Bayliss Ruling Creates Questions

Since the Supreme Court of Alabama has reversed the holding in Bayliss,it has raised some issues that the Court will most likely have to address in the near future.  The most obvious being how to deal with the fact that in Alabama the age of majority is 19.  This age is more than is required for most any adult dealings. For instance, at 18 a male must register for the draft and both sexes are able to register to vote.

By the age of majority being 19 in Alabama, it obligates non-custodial parents to continue child support payments until then or the minor child becomes self-supporting.  It raises the interesting question of: now that a noncustodial parent cannot be forced to pay post minority support, why would they have to continue to pay support to  a custodial parent in a situation where the 18 year old child is enrolled and attending a university full time?

Child support is paid to the custodial parent, not the child, and is for the maintenance and support of that child.  If the child is 18, graduated high school, attending college on a full time basis, and living away from home, why is there a need to pay the custodial parent? Currently there is no provision that would allow direct payment to the minor child in College so that the support may be used as needed by the 18 year old student.  Also it must be considered that in most cases even without an order of post minority support most parents gladly assist in college expenses.  That parent should not be obligated to pay child support once the 18 year old enters college full time and lives away from home.  There are no assurances in place that the child would receive any benefit from that extra year of payments.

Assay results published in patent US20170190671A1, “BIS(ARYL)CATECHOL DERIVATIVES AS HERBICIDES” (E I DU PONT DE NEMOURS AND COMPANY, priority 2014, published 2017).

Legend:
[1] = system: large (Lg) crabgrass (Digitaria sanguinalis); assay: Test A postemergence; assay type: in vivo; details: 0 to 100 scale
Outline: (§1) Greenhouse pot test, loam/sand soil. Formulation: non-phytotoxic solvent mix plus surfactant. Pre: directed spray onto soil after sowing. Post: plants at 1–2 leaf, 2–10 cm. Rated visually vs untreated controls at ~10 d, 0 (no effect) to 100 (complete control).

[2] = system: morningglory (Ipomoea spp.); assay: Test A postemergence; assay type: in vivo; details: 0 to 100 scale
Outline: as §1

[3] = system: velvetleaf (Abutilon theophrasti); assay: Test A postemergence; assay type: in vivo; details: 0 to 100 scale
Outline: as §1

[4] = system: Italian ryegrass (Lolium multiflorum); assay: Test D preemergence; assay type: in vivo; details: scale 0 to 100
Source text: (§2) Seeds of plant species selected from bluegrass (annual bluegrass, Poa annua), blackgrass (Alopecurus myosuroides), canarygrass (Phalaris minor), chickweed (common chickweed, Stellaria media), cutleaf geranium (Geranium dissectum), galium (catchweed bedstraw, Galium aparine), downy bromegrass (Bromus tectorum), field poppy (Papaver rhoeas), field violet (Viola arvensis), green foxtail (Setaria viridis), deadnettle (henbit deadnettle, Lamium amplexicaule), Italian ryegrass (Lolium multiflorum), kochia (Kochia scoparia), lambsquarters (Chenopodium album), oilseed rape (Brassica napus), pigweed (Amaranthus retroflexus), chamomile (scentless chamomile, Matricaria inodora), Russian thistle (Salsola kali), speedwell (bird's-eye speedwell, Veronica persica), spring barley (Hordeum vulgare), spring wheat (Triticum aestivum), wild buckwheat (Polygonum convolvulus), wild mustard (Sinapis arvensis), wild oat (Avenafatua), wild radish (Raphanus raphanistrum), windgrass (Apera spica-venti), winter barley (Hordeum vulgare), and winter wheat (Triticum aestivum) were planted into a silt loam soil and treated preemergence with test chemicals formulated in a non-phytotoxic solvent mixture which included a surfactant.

The fact is the Court probably can’t resolve this issue because the question only raises more issues.  The best solution would be for the Alabama Legislature to reduce the age of majority in Alabama from 19 to 18 as is the case in many other states.